Wednesday, April 16, 2014

An argument for universal love

If you have full-blown love (not just be slightly fond of, but really love) someone, you should continue to love her. It is a serious moral defect to be open to discontinuing one's full-blown love. This can be discerned from the phenomenology of full-blown love.

But a failure to continue loving someone shouldn't get one out of the obligation to love her. It would be "too convenient" if simply by doing the wrong of ceasing to love one were to get out of the obligation to love our beloved.[note 1] So our principle that if you have a full-blown love then you should continue to love can be strengthened:

  1. If you had a full-blown love for someone, you should love her.

But why is (1) true? I propose that the best explanation for (1) is:

  1. You should love everyone you can love.

The best alternate explanation of (1) is that love is relevantly like a promise: by acquiring full-blown love for someone one commits to an obligation to love. But this view is not plausible. Think of the way that children come to deeply love their siblings. This love can grow on them early, before they have the kind of moral responsibility that would make them fit subjects for undertaking lifelong commitments.

Now, we could stick with (2) as the conclusion. But everyone is in principle lovable. But perhaps not lovable by me? But an inability to love someone who is in principle lovable is a moral defect in me, though perhaps not one that I am culpable for. And moral defects shouldn't get one out of moral obligations. So:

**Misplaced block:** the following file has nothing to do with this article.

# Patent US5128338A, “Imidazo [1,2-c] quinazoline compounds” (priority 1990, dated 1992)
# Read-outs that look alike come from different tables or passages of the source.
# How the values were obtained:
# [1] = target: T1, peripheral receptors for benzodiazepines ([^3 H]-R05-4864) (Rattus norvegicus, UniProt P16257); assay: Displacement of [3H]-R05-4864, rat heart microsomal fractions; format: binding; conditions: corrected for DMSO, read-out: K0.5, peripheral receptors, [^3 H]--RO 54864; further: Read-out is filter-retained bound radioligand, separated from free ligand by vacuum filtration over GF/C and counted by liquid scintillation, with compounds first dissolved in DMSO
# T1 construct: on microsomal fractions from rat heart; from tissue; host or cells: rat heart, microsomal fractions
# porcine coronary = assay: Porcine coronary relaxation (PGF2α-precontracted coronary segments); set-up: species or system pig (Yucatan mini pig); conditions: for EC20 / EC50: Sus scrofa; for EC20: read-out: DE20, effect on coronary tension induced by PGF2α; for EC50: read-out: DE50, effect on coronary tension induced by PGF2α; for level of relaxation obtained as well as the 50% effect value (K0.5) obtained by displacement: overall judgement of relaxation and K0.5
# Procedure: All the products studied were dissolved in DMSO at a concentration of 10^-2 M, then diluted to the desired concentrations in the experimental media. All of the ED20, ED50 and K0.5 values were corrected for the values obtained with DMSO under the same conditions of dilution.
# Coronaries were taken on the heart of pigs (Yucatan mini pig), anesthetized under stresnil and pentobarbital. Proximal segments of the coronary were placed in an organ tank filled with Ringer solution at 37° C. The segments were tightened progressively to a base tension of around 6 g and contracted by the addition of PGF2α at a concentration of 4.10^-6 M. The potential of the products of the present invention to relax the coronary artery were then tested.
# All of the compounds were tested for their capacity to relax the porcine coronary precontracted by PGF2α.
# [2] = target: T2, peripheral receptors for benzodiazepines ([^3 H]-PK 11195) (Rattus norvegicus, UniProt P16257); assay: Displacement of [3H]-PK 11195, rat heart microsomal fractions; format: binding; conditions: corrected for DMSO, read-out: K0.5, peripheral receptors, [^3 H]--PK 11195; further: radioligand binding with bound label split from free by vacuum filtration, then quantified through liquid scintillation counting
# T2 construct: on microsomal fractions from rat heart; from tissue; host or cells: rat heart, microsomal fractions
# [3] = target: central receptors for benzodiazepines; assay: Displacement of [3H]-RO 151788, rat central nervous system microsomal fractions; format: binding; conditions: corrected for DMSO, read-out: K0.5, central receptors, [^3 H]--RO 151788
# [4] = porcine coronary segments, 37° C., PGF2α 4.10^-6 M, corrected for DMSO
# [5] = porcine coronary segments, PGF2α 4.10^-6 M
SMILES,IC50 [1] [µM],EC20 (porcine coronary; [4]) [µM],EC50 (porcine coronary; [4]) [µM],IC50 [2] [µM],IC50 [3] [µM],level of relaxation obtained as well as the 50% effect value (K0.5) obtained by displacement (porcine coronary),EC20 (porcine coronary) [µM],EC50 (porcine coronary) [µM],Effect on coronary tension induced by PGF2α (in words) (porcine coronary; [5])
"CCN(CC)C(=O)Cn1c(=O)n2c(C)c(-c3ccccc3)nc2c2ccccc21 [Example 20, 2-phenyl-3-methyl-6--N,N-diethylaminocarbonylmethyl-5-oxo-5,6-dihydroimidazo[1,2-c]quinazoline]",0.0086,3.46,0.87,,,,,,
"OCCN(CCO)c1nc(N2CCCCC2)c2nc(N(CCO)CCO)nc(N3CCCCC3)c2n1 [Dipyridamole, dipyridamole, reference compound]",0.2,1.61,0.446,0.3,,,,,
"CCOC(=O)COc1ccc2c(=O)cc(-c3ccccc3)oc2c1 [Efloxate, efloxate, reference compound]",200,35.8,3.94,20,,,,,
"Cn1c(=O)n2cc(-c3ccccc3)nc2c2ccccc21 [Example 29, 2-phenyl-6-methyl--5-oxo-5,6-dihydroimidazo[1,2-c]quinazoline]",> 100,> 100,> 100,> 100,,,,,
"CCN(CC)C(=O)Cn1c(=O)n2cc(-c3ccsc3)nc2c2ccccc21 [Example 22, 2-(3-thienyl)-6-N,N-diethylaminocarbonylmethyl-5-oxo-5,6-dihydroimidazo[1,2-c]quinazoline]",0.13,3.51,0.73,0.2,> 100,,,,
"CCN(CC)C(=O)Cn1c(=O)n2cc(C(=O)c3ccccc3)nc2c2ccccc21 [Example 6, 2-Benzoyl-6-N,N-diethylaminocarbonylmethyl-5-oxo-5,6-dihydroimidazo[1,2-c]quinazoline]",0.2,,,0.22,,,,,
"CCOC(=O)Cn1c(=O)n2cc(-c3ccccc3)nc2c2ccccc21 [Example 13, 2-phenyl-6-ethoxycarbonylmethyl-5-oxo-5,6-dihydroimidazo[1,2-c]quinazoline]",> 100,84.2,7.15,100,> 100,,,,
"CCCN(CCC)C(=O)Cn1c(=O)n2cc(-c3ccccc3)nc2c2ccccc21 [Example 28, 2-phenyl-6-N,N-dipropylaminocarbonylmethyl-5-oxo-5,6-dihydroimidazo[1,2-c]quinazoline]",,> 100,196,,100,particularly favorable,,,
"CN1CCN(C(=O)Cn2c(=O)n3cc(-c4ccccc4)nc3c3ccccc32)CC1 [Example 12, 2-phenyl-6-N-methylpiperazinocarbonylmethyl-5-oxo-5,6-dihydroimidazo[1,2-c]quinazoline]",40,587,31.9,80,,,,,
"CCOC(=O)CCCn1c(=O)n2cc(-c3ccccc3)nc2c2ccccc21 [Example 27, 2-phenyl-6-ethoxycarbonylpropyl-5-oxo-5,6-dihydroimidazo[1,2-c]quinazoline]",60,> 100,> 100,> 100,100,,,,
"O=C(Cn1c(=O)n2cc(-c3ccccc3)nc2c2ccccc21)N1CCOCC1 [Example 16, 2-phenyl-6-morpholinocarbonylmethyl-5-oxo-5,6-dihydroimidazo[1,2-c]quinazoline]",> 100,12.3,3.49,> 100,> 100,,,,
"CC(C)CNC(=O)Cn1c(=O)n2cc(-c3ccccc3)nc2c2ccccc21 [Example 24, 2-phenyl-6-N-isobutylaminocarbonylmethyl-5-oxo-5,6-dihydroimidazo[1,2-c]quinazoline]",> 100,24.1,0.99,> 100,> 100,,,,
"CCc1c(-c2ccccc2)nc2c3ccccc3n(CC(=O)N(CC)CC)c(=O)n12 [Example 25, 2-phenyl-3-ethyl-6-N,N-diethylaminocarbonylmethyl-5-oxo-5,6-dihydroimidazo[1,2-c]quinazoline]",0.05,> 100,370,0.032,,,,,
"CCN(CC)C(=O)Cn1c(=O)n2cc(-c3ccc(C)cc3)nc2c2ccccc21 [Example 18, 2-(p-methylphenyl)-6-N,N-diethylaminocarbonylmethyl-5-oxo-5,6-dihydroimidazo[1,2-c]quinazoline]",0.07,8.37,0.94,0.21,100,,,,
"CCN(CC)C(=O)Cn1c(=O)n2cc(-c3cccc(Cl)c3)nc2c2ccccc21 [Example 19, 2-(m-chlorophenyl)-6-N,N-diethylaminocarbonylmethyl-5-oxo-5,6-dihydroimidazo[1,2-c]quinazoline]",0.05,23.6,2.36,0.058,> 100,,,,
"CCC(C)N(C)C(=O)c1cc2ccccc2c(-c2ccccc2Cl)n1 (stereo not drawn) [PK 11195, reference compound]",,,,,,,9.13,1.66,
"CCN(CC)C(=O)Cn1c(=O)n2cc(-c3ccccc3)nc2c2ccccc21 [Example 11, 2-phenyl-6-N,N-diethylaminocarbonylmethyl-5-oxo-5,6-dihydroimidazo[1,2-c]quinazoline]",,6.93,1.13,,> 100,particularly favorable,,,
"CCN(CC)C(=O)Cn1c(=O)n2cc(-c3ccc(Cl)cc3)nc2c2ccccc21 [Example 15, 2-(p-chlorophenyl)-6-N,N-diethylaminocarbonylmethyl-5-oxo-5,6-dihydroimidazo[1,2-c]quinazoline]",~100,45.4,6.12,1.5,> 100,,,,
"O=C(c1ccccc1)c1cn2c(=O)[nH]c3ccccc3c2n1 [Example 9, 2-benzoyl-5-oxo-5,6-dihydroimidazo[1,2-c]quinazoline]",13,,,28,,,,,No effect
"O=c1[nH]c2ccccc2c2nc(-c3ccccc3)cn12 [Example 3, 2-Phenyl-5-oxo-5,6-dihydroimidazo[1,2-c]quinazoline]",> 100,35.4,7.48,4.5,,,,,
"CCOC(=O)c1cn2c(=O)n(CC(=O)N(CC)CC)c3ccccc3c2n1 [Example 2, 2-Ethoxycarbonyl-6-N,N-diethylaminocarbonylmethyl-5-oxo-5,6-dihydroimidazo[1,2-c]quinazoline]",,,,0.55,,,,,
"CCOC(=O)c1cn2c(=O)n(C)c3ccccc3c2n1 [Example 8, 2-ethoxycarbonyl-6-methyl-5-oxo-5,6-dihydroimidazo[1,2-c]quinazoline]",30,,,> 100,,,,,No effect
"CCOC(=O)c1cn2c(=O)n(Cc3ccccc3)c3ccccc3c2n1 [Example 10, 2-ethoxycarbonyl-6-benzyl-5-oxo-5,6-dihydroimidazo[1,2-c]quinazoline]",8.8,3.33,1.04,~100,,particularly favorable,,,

1. You should love everyone.

And that completes the argument. Definitely not a knockdown argument, but still something that should give some credence to the conclusion.

4 comments:

Heath White said...

I think the step from 2 to 3 commits a fallacy of quantifier inversion. From "For each person, it is possible that I love them" one cannot get "It is possible that, for each person, I love them." In fact the empirical limits on my loving ability seem very real.

Alexander R Pruss said...

I meant 3 to mean: For each person, you should love her.

No inversion there.

I suppose if there are such empirical limits as you mention, then the conclusion will be to a set of duties that one cannot fulfill all of.

I don't think there are such limits, because the volitional and cognitive attitudes that constitute love can be had en masse. Just as one can distributively desire of each of the infinitely many interesting unknown truths that one know it, one can distributively have the attitudes of love to each child of God.

John Doe said...

"But an inability to love someone who is in principle lovable is a moral defect in me, though perhaps not one that I am culpable for."

Why is it a moral defect? It wouldn't be a moral defect if there were no obligation to love everyone who is lovable. So doesn't the assumption that it is a moral defect already presuppose conclusion 3?

Alexander R Pruss said...

Take a particular lovable person. Why would someone be unable to love her? Maybe due to an inability to appreciate her particular goods? That would be a character flaw.